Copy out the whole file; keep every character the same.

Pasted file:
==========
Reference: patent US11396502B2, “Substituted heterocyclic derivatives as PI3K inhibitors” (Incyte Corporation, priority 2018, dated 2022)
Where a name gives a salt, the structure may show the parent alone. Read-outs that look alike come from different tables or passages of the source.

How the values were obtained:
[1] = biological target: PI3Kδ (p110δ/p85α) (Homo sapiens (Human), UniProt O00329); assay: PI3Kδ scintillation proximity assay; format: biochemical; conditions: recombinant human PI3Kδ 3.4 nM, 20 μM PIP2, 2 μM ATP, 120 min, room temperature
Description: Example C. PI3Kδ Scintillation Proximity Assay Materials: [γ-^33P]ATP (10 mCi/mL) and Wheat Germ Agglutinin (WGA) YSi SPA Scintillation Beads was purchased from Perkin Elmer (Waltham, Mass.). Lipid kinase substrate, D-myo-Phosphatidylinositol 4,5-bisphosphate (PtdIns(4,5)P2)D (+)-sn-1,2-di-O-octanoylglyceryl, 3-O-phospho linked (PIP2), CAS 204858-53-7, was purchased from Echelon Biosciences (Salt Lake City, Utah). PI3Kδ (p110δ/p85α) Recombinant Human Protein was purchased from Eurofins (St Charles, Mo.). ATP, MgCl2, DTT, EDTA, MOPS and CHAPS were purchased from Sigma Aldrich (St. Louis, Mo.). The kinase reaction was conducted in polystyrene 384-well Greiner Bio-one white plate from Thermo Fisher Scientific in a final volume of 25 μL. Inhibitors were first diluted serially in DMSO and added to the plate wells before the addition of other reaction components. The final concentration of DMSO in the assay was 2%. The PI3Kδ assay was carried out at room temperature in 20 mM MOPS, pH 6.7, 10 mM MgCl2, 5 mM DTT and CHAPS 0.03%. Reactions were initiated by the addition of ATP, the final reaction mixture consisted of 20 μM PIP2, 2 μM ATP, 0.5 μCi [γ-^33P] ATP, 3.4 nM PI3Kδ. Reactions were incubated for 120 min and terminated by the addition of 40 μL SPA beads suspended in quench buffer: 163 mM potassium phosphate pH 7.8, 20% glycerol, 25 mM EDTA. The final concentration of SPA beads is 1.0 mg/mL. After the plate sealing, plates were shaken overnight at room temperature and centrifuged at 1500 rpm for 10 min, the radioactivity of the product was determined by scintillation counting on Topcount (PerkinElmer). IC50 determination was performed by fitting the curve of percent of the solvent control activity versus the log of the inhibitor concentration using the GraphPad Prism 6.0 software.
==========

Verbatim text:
Reference: patent US11396502B2, “Substituted heterocyclic derivatives as PI3K inhibitors” (Incyte Corporation, priority 2018, dated 2022)
Where a name gives a salt, the structure may show the parent alone. Read-outs that look alike come from different tables or passages of the source.

How the values were obtained:
[1] = biological target: PI3Kδ (p110δ/p85α) (Homo sapiens (Human), UniProt O00329); assay: PI3Kδ scintillation proximity assay; format: biochemical; conditions: recombinant human PI3Kδ 3.4 nM, 20 μM PIP2, 2 μM ATP, 120 min, room temperature
Description: Example C. PI3Kδ Scintillation Proximity Assay Materials: [γ-^33P]ATP (10 mCi/mL) and Wheat Germ Agglutinin (WGA) YSi SPA Scintillation Beads was purchased from Perkin Elmer (Waltham, Mass.). Lipid kinase substrate, D-myo-Phosphatidylinositol 4,5-bisphosphate (PtdIns(4,5)P2)D (+)-sn-1,2-di-O-octanoylglyceryl, 3-O-phospho linked (PIP2), CAS 204858-53-7, was purchased from Echelon Biosciences (Salt Lake City, Utah). PI3Kδ (p110δ/p85α) Recombinant Human Protein was purchased from Eurofins (St Charles, Mo.). ATP, MgCl2, DTT, EDTA, MOPS and CHAPS were purchased from Sigma Aldrich (St. Louis, Mo.). The kinase reaction was conducted in polystyrene 384-well Greiner Bio-one white plate from Thermo Fisher Scientific in a final volume of 25 μL. Inhibitors were first diluted serially in DMSO and added to the plate wells before the addition of other reaction components. The final concentration of DMSO in the assay was 2%. The PI3Kδ assay was carried out at room temperature in 20 mM MOPS, pH 6.7, 10 mM MgCl2, 5 mM DTT and CHAPS 0.03%. Reactions were initiated by the addition of ATP, the final reaction mixture consisted of 20 μM PIP2, 2 μM ATP, 0.5 μCi [γ-^33P] ATP, 3.4 nM PI3Kδ. Reactions were incubated for 120 min and terminated by the addition of 40 μL SPA beads suspended in quench buffer: 163 mM potassium phosphate pH 7.8, 20% glycerol, 25 mM EDTA. The final concentration of SPA beads is 1.0 mg/mL. After the plate sealing, plates were shaken overnight at room temperature and centrifuged at 1500 rpm for 10 min, the radioactivity of the product was determined by scintillation counting on Topcount (PerkinElmer). IC50 determination was performed by fitting the curve of percent of the solvent control activity versus the log of the inhibitor concentration using the GraphPad Prism 6.0 software.